Alternatives

Since the five substances are listed on Part 1 of the List, they could be re-introduced in the Canadian market for any activity and in any quantity without any requirement to report to the Minister of the Environment. As these substances have been determined to possess hazardous properties, the option of not listing these substances to Part 2 of the List to make them subject to the significant new activities provisions of CEPA, 1999 has been rejected.

Benefits and costs

Benefits

The amendments to the List will allow notification for risk assessment with respect to any new activity in relation with these substances. This will allow for the making of informed decisions, and manage appropriately the risks associated with any of these five substances prior to the commencement of the new activity.

Costs

There is currently no evidence of the presence of these substances in Canadian commerce above an annual threshold of 100 kg. Therefore, incremental costs to the public, industry or governments associated with this Order are not expected.

However, in the event that a person wishes to use, import or manufacture any of these substances in a quantity above the prescribed threshold, the required information specified in Schedule 6 to the New Substances Notification Regulations (Chemicals and Polymers) needs to be provided. That person may incur a one-time cost of up to $179 000 per substance ($2004). This amount can be reduced by using surrogate data (test results from a similar substance or obtained from modeling, for example). In addition, the interested party can request a waiver of these requirements under subsection 81(8) of CEPA, 1999.

As these substances are not in commerce, a reasonable assumption of the magnitude of their use and the size of the industry is not feasible. Hence, a total cost expected to be incurred by the industry in the event of significant new activities cannot be estimated at this time.

There would likely be costs to the government associated with assessing the information provided by the regulatees as per section 83 of CEPA, 1999. These costs cannot be estimated at this time.

Consultation

On September 5, 2009, a Notice of intent to amend the Domestic Substances List under subsection 87(3) ofthe Canadian Environmental Protection Act, 1999 toindicate that subsection 81(3) of the Act applies to five substances and a proposed summary of the screening assessment under subsection 77(1) were published for a 60-day public comment period in the Canada Gazette, Part I.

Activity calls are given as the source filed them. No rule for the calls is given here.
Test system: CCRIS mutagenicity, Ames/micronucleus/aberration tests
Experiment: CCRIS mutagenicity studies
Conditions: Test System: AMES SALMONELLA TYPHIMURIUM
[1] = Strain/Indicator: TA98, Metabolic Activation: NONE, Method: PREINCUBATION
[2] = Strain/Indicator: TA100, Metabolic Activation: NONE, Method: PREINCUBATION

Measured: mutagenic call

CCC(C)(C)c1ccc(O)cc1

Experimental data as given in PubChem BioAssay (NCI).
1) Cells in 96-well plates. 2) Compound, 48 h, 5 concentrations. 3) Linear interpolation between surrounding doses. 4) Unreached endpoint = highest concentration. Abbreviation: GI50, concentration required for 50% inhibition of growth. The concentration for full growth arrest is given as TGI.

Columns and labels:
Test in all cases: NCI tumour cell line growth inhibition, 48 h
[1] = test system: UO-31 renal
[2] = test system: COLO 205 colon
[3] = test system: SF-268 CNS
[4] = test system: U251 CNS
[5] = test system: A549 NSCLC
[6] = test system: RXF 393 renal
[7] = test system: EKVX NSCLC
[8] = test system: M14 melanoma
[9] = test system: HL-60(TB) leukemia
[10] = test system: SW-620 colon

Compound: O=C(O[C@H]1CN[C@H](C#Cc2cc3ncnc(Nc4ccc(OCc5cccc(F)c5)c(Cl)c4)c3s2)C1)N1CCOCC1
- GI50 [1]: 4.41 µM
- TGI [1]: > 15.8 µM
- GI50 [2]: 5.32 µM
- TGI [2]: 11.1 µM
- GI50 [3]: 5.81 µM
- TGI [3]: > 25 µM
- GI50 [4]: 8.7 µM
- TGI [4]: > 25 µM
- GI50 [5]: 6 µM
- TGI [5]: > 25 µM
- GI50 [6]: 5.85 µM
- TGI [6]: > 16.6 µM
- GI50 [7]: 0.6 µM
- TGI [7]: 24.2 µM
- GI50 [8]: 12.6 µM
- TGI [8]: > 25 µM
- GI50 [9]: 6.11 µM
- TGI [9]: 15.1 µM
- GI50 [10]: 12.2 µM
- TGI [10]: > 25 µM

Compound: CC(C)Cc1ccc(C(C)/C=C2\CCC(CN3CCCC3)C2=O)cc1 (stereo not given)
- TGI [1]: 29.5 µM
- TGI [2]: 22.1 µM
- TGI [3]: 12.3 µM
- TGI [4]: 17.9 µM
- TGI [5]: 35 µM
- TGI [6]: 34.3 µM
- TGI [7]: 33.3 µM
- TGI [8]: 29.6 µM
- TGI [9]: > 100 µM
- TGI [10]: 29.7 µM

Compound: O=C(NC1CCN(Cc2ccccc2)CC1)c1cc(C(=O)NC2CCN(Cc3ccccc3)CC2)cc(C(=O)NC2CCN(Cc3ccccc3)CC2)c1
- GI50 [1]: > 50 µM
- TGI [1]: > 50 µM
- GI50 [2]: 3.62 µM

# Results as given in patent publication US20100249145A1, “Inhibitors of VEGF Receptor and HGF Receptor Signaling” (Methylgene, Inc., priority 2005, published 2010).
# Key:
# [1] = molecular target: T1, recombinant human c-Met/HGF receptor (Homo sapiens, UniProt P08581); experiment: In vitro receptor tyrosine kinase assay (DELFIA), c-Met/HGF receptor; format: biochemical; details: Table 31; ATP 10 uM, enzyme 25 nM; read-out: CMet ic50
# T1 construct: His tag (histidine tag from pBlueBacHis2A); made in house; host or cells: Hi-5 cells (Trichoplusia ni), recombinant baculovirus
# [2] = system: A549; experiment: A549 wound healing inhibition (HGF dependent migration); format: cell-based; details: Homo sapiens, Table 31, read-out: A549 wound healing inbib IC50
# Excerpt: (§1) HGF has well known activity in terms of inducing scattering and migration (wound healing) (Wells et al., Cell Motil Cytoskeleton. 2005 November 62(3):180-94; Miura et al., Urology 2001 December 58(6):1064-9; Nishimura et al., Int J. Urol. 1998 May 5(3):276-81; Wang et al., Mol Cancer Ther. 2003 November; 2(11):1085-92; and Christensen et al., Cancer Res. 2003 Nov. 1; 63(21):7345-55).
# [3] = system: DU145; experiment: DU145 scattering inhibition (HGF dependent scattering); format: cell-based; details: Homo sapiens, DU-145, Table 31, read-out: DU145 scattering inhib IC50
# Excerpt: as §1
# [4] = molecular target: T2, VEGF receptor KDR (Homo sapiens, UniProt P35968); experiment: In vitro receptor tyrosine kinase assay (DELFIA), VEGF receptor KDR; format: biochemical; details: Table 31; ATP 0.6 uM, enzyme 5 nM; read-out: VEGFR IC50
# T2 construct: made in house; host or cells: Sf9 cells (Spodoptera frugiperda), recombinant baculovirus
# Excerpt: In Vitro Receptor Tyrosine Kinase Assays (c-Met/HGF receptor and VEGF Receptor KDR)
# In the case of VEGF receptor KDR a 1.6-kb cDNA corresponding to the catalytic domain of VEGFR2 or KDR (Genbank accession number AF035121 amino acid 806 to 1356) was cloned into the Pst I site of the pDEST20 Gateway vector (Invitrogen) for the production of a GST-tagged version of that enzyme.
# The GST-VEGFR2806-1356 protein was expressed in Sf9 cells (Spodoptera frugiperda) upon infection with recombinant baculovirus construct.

Environment Canada has also informed the governments of the provinces and territories through the CEPA National Advisory Committee (CEPA NAC) about the Order via a letter, with an opportunity to comment.

No comments on the notice of intent were received.

Implementation, enforcement and service standards

Since the Order is made under CEPA, 1999, enforcement officers will, if and when verifying compliance with the requirements pursuant to section 6 of the New Substances Notification Regulations (Chemicals and Polymers) set out in the Order, apply the guiding principles set out in the Compliance and Enforcement Policy implemented under the Act. The Policy also sets out the range of possible responses to violations, including warnings, directions, environmental protection compliance orders, ticketing, ministerial orders, injunctions, prosecution, and environmental protection alternative measures (which are an alternative to a court trial after the laying of charges for a contravention to CEPA, 1999). In addition, the Policy explains when Environment Canada will resort to civil suits by the Crown for costs recovery.

When, following an inspection or an investigation, an enforcement officer discovers an alleged violation, the officer will choose the appropriate enforcement action based on the following factors:

  • Nature of the alleged violation: This includes consideration of the damage, the intent of the alleged violator, whether it is a repeat violation, and whether an attempt has been made to conceal information or otherwise subvert the objectives and requirements of the Act.
  • Effectiveness in achieving the desired result with the alleged violator: The desired result is compliance within the shortest possible time and with no further repetition of the violation. Factors to be considered include the violator’s history of compliance with the Act, willingness to co-operate with enforcement officers, and evidence of corrective action already taken.
  • Consistency: Enforcement officers will consider how similar situations have been handled in determining the measures to be taken to enforce the Act.

Since this Order deletes the five substances from Part 1 and adds them to Part 2 of the List, developing an implementation plan, a compliance strategy or establishing a service standard are not considered necessary.

Contact

Mark Burgham
Acting Executive Director
Program Development and Engagement Division
Environment Canada
Gatineau, Québec
K1A 0H3
Telephone: 819-956-9313
Fax: 819-953-7155
Email: Existing.substances.existantes@ec.gc.ca

Footnote a
SOR/94-311

Footnote b
S.C. 1999, c. 33

Footnote c
S.C. 1999, c. 33

Footnote d
S.C. 1999, c. 33

Footnote 1
SOR/94-311